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Report finds millennials the most ‘curious’ generation – and why curiosity is good for business


Multinational pharmaceutical company Merck has just released an intriguing report called the “State of Curiosity Report 2018”. We were curious to find out more!

‘Curiosity’ is a big buzzword right now: in fact, a PwC study cited curiosity as one of the critical “survival skills” of the workplace of the future, along with critical thinking and problem solving.

The Merck report aimed to define the concept of curiosity and answer more specific questions, including what sort of organisations have the most curious workers and even which generation is the most curious!

Interestingly, they found that out of 3000 Merck employees from China, Germany and the US, the most curious generation was Gen Y, otherwise known as millennials (born between 1977-1995). Surprisingly, Gen Z (born after 1995) were found to be the least curious generation! I wonder why? (But then again, I’m a millennial, so I would.)

Read on for more about the findings, plus why curiosity is important in the workforce.

What is curiosity?

We all have our own personal definition, but we like this explanation from the recent bestseller Factfulness: Ten Reasons We’re Wrong About the World – and Why Things are Better Than You Think:

“Being curious means being open to new information and actively seeking it out. It means embracing facts that don’t fit your worldview and trying to understand their implications.

It means letting your mistakes trigger curiosity instead of embarrassment.”

Merck created a “Curiosity Index Score” using a scale of 0-100, with 100 being the maximum curiosity index. They used four characteristics to rank curiosity: joyous exploration (gaining pleasure from seeking out new knowledge), deprivation sensitivity (satisfaction from solving gaps in knowledge), openness to people’s ideas and stress tolerance.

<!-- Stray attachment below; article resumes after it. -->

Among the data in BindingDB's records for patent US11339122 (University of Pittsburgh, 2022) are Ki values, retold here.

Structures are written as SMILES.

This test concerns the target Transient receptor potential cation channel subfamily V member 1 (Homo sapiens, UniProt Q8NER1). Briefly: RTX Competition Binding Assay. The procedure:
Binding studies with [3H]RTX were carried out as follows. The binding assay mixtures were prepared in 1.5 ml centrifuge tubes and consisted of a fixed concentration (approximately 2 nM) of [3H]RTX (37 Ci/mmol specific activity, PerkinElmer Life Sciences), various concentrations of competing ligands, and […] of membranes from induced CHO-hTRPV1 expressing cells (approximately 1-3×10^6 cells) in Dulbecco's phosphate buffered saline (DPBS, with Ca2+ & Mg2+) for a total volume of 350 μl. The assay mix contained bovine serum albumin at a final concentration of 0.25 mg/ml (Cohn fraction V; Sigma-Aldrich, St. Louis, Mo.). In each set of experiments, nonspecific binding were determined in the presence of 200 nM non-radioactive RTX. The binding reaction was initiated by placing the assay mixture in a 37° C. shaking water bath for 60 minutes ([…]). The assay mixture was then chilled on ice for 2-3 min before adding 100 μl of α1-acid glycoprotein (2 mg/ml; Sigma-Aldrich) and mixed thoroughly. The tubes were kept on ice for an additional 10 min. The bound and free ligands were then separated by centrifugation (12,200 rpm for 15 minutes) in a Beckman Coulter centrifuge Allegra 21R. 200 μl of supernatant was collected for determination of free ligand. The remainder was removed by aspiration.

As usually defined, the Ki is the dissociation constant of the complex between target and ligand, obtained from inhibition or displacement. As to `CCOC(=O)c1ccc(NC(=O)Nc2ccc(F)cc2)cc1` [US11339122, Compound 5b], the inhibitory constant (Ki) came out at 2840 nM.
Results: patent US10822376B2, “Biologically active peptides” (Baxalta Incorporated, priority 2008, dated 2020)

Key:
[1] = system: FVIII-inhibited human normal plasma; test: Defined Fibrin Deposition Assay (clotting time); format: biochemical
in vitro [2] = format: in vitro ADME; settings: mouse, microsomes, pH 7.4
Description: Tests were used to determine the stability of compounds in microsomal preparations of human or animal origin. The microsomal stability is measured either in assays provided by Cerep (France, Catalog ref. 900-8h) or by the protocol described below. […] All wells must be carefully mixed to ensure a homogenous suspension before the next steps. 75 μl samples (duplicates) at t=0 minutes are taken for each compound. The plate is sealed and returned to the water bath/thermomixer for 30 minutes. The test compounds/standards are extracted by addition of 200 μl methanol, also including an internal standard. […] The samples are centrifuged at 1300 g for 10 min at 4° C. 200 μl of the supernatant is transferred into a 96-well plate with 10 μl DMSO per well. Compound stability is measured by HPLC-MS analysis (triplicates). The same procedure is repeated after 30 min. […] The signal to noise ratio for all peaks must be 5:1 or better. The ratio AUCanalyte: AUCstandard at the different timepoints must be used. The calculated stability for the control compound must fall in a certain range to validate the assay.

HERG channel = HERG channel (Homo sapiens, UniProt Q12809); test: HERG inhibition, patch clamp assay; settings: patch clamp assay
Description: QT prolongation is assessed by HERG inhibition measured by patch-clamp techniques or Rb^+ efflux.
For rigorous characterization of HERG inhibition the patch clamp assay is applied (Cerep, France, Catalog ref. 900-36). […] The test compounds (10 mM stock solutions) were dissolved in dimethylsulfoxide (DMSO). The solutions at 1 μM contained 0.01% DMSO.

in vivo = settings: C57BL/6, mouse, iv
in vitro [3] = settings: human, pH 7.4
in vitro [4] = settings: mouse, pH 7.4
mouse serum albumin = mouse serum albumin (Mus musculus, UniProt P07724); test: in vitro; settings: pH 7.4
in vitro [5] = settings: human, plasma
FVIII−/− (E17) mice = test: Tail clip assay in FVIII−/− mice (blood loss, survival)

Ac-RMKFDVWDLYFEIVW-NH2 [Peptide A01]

Curiosity through the generations

One of the most interesting findings was the differences in curiosity for employees of different generations.

GenerationDates of birthCuriosity Index
Gen Y (Millennials)1977-199572.2
Gen X1965-197670.1
Baby Boomers1946-196469.9
Gen Z1995 onwards66.5


There was a big correlation between employee curiosity and their opinion of innovation. When looking at how employees value the role of innovation in the workplace, millennials were consistently more positive about the importance of innovation.

61% of surveyed millennials highly agreed that investing in curiosity to drive innovation is a sound investment, whereas only 43% of Generation Z and 30% of Baby Boomers believed the same.

It’s certainly food for thought, but most generalisations about different generations are just that, generalisations! There are always plenty of real life examples bucking the trend! Case in point: these young people in STEM, like ingenious inventor Macinley and mechatronics and coding whiz cousins Mitchell and Isaac!

Why does curiosity in business or organisations matter?

Merck puts forward a strong case that the best employees are curious because they’re more likely to think critically, challenge the status quo and adapt to new technology. They say that this mindset benefits the whole business

Behavioural scientist Francesca Giro wrote a recent article in the Harvard Business Review explaining that curiosity is not only vital to business performance, it also leads employees to form more trusting and collaborative relationships with their co-workers – you can read more about curiosity research here.

For more insights, such as how curiosity index varied across different industries and nations, read the highlights or full report on Merck’s site.

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